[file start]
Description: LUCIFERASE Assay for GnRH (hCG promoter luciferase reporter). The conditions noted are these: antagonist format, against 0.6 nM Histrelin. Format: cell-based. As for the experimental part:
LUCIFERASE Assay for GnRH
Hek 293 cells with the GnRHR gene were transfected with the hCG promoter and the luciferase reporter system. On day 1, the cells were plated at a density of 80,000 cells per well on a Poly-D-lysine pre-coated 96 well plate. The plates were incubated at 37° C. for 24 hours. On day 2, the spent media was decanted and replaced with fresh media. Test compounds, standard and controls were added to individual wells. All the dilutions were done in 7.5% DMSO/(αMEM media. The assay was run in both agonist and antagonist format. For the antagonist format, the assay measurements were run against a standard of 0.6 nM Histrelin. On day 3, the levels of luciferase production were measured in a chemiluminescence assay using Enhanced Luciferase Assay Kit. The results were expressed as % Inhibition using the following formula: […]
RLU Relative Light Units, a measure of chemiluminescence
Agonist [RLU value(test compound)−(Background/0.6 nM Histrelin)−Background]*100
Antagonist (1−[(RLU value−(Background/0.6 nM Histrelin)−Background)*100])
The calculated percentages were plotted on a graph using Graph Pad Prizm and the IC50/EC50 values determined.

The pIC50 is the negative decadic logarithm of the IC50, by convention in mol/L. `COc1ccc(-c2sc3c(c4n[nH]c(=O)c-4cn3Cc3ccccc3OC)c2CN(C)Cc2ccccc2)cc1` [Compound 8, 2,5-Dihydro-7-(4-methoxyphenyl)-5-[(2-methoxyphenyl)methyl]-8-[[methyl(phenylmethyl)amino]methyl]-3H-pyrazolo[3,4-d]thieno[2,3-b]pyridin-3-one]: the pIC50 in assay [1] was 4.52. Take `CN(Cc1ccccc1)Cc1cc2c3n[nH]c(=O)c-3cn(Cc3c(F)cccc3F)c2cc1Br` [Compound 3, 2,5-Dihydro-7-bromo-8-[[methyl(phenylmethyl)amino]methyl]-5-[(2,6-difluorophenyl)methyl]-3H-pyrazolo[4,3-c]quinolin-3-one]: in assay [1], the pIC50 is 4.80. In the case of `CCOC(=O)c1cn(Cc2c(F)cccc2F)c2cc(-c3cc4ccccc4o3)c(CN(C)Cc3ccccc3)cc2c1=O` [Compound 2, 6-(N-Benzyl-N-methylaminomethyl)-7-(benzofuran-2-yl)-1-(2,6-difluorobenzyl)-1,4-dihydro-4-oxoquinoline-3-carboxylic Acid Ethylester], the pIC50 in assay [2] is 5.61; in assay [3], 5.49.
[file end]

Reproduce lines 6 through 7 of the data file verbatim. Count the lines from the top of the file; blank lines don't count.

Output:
Antagonist (1−[(RLU value−(Background/0.6 nM Histrelin)−Background)*100])
The calculated percentages were plotted on a graph using Graph Pad Prizm and the IC50/EC50 values determined.